On August 5, 2008, about 1941 Pacific daylight time, a Sikorsky S-61N helicopter, N612AZ, impacted trees and terrain during the initial climb after takeoff from Helispot 44 (H-44), located at an elevation of about 6,000 feet in mountainous terrain near Weaverville, California. The pilot-in-command, the safety crewmember, and seven firefighters were fatally injured; the copilot and three firefighters were seriously injured. Impact forces and a postcrash fire destroyed the helicopter, which was being operated by the U.S. Forest Service (USFS) as a public flight to transport firefighters from H-44 to another helispot. The USFS had contracted with Carson Helicopters, Inc. (CHI) of Grants Pass, Oregon, for the services of the helicopter, which was registered to CHI and leased to Carson Helicopter Services, Inc. of Grants Pass. Visual meteorological conditions prevailed at the time of the accident, and a company visual flight rules flight plan had been filed.
Contributing to the accident was the failure of the flight crewmembers to address the fact that the helicopter had approached its maximum performance capability on their two prior departures from the accident site because they were accustomed to operating at the limit of the helicopter's performance.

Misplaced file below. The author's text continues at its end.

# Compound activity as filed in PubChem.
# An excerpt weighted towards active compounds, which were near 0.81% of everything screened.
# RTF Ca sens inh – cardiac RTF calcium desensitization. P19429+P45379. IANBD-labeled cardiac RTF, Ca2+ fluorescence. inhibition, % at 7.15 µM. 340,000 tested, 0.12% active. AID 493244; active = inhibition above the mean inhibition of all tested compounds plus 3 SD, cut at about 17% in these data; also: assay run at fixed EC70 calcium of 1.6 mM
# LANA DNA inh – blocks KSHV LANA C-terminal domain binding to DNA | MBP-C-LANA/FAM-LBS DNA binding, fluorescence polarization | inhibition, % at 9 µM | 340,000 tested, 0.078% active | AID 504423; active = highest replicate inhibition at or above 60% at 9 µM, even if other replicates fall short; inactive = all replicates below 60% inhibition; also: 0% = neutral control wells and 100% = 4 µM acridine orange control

Contributing to the fatalities were the immediate, intense fire that resulted from the spillage of fuel upon impact from the fuel tanks that were not crash resistant, the separation from the floor of the cabin seats that were not crash resistant, and the use of an inappropriate release mechanism on the cabin seat restraints.
The safety issues discussed in this report involve the accuracy of hover performance charts, USFS and FAA oversight, flight crew performance, accident survivability, weather observations at helispots, fuel contamination, flight recorder requirements, and certification of seat supplemental type certificates. Safety recommendations concerning these issues are addressed to the FAA and the USFS.